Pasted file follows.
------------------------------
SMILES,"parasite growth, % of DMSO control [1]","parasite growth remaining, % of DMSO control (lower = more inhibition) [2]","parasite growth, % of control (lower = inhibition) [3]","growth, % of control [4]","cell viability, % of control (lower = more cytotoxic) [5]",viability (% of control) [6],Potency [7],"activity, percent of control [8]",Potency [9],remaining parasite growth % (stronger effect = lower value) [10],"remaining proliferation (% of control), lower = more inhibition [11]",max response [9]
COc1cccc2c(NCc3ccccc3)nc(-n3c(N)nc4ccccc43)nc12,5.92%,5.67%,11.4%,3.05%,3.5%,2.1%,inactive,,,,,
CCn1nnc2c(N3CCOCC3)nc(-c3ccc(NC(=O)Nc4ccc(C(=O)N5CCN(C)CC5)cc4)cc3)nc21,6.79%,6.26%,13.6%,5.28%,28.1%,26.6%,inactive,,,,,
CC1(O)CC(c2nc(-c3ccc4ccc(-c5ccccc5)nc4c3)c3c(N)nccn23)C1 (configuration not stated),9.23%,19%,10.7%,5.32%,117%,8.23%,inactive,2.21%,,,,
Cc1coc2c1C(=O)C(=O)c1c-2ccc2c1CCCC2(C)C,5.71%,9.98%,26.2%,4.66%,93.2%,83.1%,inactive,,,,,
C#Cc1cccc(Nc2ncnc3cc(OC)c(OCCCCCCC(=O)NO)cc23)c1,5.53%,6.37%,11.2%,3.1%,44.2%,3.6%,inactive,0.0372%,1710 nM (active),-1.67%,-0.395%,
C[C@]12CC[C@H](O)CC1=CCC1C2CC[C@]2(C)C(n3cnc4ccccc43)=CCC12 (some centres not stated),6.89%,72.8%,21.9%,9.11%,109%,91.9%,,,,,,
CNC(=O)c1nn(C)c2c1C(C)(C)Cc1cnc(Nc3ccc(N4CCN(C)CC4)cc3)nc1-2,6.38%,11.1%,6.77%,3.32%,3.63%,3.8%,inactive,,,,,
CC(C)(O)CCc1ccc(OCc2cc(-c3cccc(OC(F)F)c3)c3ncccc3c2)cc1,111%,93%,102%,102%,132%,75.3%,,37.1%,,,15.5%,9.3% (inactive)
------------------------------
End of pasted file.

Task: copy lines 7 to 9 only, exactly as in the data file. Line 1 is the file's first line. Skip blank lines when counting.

C[C@]12CC[C@H](O)CC1=CCC1C2CC[C@]2(C)C(n3cnc4ccccc43)=CCC12 (some centres not stated),6.89%,72.8%,21.9%,9.11%,109%,91.9%,,,,,,
CNC(=O)c1nn(C)c2c1C(C)(C)Cc1cnc(Nc3ccc(N4CCN(C)CC4)cc3)nc1-2,6.38%,11.1%,6.77%,3.32%,3.63%,3.8%,inactive,,,,,
CC(C)(O)CCc1ccc(OCc2cc(-c3cccc(OC(F)F)c3)c3ncccc3c2)cc1,111%,93%,102%,102%,132%,75.3%,,37.1%,,,15.5%,9.3% (inactive)